Sometimes we ride for community. Sometimes we ride to escape.
Our kids ride out of love and wonder.
After a day spent cheering the Boston Marathon’s athletes at mile 16 with friends, we returned home to our quiet street in our neighborhood well outside the city.
“Ride bikes?” said my three-year-old daughter, hopped up on enough orange slices, potato chips and fruit juice to tackle the Cauberg.
What kind of cycling parent can say no, particularly to a girl who the day before began riding a bike without training wheels? I’ve stood watch over her older sister riding in front of our house during the middle of winter, harping about slippery ice and slippery road grit. And still she would ride until her fingers ached and turned red.
“Of course!” I said.
The car wasn’t even unloaded before she was being launched down the road. One moment my hand was firmly on the cheap white vinyl of her princess bike’s seat. The next I feel that distinct loss of contact as she is on her own.
This was one of the best weekends of my life. It was also one of the worst.
A few minutes later our neighbor across the street quietly mentioned there were two explosions downtown near the marathon’s finish line.
My thoughts raced to our friends who should be finishing right at that moment. I contrived to dash inside to check in with my wife, and then helped my 3-year old get back on her bike.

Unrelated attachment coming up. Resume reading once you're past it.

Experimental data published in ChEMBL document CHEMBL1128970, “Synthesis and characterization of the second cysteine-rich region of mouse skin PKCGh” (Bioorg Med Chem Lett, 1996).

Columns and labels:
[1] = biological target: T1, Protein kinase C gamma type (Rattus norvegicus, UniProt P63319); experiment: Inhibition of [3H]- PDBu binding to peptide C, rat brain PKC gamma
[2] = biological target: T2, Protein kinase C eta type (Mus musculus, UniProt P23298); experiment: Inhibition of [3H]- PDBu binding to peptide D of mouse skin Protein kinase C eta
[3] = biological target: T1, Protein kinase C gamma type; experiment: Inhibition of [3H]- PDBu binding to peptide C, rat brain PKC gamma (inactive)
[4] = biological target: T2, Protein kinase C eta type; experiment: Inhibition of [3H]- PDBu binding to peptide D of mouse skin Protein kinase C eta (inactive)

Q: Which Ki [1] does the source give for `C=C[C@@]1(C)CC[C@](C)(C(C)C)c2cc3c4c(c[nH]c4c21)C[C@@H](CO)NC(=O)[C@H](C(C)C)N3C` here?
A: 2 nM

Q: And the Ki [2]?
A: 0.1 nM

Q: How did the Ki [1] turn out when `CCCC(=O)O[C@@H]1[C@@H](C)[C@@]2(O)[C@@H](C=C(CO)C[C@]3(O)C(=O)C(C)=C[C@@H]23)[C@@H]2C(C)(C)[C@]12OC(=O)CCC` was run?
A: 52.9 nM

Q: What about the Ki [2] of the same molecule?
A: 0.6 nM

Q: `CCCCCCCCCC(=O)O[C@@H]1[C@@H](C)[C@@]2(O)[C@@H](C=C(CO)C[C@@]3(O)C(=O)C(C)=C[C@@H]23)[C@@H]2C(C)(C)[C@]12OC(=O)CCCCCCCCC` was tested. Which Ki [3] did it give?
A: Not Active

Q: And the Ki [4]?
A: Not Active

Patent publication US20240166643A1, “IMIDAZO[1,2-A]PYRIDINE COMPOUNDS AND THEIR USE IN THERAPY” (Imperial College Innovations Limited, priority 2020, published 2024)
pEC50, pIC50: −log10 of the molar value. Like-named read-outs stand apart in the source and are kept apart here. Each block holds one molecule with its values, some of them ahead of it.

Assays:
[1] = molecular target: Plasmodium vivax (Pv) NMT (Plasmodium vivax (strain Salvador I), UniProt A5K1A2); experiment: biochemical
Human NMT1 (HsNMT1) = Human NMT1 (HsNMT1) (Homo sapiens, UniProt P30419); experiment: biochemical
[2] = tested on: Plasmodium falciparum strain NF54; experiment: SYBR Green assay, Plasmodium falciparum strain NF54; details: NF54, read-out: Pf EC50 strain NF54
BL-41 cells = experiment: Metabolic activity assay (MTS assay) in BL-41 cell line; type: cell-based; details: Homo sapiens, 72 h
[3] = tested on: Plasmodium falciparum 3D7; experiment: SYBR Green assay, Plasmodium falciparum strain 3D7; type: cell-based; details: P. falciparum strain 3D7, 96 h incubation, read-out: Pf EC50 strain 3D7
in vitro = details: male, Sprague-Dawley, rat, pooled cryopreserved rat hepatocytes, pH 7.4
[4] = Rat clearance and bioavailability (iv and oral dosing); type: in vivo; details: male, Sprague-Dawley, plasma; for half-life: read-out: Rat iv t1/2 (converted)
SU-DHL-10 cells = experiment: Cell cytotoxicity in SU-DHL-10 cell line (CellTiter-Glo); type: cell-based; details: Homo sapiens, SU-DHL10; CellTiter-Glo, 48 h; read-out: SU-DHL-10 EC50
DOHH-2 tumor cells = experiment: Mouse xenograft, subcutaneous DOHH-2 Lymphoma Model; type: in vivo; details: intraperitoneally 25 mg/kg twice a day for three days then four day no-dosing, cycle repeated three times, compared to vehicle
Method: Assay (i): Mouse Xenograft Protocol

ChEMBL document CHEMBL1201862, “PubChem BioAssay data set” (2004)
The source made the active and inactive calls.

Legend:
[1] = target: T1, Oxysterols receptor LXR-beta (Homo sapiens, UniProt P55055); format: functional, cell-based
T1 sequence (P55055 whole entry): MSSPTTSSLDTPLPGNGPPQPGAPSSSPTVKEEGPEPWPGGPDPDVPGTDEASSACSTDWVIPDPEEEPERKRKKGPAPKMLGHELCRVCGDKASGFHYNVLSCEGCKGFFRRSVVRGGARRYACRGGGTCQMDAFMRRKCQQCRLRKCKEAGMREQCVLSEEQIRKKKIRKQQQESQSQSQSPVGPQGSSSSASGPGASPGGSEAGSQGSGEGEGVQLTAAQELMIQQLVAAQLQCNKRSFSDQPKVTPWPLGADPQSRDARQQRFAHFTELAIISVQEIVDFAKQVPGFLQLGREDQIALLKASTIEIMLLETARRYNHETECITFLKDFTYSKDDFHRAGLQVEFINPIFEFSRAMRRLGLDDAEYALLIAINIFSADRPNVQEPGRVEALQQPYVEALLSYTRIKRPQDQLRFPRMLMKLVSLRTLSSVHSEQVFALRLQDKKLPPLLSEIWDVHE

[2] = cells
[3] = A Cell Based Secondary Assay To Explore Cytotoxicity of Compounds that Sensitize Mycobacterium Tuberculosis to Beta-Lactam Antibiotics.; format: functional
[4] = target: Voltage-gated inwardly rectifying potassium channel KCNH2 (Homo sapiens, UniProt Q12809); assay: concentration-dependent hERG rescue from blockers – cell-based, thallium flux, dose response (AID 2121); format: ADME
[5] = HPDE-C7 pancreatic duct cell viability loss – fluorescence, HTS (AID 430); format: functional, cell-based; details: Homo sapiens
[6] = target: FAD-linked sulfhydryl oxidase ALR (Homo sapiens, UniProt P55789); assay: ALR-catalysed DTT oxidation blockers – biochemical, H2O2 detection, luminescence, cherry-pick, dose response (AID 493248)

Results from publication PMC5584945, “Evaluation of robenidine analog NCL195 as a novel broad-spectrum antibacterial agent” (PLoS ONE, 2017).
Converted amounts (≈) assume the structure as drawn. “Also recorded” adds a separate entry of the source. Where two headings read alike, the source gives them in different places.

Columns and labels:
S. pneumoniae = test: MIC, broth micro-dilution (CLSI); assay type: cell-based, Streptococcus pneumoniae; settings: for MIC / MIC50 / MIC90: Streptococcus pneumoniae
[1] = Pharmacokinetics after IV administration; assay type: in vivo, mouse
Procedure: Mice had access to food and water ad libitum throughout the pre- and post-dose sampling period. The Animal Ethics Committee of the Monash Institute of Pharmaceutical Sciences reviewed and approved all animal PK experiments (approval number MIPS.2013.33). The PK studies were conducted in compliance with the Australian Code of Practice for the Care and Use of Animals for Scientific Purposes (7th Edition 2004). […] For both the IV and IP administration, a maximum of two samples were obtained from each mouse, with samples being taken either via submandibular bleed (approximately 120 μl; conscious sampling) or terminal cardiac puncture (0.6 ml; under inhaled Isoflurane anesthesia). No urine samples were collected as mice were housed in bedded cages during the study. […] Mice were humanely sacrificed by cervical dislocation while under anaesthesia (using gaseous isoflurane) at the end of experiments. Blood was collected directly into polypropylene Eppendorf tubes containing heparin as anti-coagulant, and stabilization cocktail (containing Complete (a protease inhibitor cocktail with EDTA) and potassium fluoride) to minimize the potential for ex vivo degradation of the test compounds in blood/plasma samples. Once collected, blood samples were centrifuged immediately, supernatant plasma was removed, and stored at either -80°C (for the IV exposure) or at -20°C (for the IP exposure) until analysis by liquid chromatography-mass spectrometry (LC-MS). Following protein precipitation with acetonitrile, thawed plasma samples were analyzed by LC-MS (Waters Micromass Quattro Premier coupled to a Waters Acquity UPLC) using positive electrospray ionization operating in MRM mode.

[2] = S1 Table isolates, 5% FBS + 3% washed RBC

Up and down the street she rode, me a step behind. The steady tattoo of my footfalls betrayed my anxiety. I ran ready to pounce in order to protect her from her own inattention or a careless driver or a curb. I know there is so much I can’t protect either of my girls from, no matter how well they learn to ride their bikes. We can’t protect our friends either.
My oldest daughter and I spent the weekend practicing leaving skid marks on the dirt path along the Charles River. She can handle her bike. But can I handle her world?
There is a particular nausea when listening to your first-grade daughter recount her first lockdown drill at grade school. Legs pressed to her chest, nose buried between her knees, all on display at the dining room table as she unconsciously recreated the posture that I know could be a final position.
She recounts the boys who didn’t listen and the teacher who secured the classroom door while the local police involved in the drill rattled the handle to see if it could offer protection against the unspeakable.
In the coming days many of us will turn to our bikes for solace, for comfort and for strength. Ride together. Ride with your kids and let their joy, as they bat away stray hair with one hand and confidently hold the handlebar with the other, steel your nerves and warm your heart.